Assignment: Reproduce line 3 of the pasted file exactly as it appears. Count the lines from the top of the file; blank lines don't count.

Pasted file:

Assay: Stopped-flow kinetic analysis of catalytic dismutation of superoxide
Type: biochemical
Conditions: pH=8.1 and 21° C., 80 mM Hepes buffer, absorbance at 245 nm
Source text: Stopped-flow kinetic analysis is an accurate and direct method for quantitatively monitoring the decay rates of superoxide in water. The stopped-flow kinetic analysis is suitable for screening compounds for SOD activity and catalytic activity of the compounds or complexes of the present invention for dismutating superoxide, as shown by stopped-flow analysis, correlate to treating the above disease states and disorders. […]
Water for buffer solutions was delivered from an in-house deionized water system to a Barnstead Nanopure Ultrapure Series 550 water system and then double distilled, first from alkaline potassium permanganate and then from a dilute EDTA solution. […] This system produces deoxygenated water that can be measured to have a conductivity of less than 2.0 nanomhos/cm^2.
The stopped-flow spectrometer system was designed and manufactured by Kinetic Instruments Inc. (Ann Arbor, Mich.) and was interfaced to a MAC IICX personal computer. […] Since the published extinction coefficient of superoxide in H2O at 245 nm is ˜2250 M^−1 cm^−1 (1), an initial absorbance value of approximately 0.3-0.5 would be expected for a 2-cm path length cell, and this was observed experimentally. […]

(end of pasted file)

Conditions: pH=8.1 and 21° C., 80 mM Hepes buffer, absorbance at 245 nm